One example of a reasonable predetermined time period is 3 seconds. However, any other time period may be used and provisions may be made available to adjust the time period as a function of the user's expected speed. For example, if a user typically runs at 8 miles per hour, the time period would preferably be shorter because sensing a fall could be made faster than a user walking at a pace of 1 mile per hour.

A second embodiment of the invention is now described. The second embodiment, as pictured in FIGS. 8-10, differs from the first embodiment by locating the acceleration and deceleration sensors 158, 160 further apart such that a normal running zone 162 is defined therebetween. The second embodiment includes an automatic speed control system and a safety shutoff system, which are different than the systems used in the first embodiment and will be described hereinafter.

The automatic speed control system for the second embodiment operates on the principle that the sensors 158, 160 are placed far enough apart so that a user running in normal running zone 162, will not contact either sensor 158, 160 taking strides at the same speed as the belt. However, a user falling behind not maintaining the pace of the belt, will contact deceleration sensor 160 and the system will incrementally decelerate the belt speed upon each deceleration sensor 160 contact until the user reaches the desired pace determined by their presence inside normal running zone 162. Additionally, a user exceeding the belt speed, will contact acceleration sensor 158 and the system will incrementally accelerate the belt speed upon each acceleration sensor 158 contact until the user reaches the desired pace determined by their presence inside normal running zone 162.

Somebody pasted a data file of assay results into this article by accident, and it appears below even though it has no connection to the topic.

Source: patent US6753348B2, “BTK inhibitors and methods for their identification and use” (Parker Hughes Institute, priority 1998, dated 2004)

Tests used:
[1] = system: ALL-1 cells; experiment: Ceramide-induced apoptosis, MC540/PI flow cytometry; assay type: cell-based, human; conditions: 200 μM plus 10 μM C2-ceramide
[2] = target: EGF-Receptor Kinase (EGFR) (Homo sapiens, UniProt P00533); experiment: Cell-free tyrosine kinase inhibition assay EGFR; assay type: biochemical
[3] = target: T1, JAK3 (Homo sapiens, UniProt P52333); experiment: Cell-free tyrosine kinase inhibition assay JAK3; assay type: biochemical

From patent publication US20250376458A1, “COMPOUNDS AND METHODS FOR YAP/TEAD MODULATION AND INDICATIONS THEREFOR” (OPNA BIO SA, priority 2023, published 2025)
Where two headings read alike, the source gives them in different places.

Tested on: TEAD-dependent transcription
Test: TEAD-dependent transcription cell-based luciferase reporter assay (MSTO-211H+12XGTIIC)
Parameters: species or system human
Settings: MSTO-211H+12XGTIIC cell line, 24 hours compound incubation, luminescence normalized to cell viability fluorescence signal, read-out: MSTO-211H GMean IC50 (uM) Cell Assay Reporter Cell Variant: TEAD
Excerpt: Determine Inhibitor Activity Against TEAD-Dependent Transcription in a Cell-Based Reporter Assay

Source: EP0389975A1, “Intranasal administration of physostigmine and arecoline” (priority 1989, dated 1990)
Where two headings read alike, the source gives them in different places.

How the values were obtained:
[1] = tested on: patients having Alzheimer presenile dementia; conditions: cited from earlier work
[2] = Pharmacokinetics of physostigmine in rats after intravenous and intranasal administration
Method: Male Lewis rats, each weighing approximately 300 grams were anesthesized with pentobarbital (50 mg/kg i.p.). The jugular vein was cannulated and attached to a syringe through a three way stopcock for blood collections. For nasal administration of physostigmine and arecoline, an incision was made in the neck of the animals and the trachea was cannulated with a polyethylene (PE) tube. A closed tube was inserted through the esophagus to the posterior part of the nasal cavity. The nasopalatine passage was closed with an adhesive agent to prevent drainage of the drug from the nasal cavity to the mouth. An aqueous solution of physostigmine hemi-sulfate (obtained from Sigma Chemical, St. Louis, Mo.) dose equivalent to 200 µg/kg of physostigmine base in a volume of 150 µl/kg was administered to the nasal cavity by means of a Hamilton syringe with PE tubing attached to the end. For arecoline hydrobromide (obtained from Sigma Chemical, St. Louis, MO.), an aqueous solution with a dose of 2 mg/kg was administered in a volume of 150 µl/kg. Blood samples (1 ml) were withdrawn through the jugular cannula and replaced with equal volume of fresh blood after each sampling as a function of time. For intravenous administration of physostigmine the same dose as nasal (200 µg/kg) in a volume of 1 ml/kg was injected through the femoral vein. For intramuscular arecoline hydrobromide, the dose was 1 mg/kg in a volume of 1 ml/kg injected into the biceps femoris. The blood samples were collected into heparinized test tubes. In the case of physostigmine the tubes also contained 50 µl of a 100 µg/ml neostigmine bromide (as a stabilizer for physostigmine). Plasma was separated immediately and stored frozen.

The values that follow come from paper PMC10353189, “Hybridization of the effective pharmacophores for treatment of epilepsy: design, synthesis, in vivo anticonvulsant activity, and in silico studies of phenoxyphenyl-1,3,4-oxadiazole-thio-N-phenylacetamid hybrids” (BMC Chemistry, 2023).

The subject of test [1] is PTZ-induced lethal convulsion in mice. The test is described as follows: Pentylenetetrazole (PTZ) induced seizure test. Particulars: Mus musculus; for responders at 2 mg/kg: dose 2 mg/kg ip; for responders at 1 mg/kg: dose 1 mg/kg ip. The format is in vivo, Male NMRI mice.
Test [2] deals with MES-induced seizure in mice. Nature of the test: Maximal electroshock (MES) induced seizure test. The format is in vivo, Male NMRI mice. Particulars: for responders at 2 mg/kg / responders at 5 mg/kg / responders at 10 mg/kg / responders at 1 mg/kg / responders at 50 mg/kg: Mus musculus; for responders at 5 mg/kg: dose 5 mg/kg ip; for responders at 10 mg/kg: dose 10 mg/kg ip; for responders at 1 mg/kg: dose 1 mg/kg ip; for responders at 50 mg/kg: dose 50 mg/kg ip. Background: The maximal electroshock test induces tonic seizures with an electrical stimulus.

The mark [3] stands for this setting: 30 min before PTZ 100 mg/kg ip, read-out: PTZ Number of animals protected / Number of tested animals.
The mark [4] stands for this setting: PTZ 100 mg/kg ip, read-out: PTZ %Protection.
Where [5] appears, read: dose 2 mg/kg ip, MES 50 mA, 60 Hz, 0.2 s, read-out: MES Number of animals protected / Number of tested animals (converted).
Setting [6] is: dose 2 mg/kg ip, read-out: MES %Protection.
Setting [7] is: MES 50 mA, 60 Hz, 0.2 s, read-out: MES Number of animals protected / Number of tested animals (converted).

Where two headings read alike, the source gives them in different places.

The control system for the treadmill of the second embodiment is shown in FIG. 9. To start a workout, user 164a manually starts belt 12 in motion by turning the power on at 166 and selecting the automatic mode at 168. In response thereto, belts begins rotating at a preset minimum speed at 170. In this embodiment, a preferred minimum belt velocity would also be 1.0 miles per hour. However, one of ordinary skill would recognize that the start-up routine minimum speed could be faster or slower, or provisions could even be made to permit the start-up routine minimum speed to be adjustable.

The automatic speed control system checks if user 164a contacts acceleration sensor 158 or deceleration sensor 160 at 172 and 174. If neither sensor is contacted, controller 54 keeps the belt speed constant.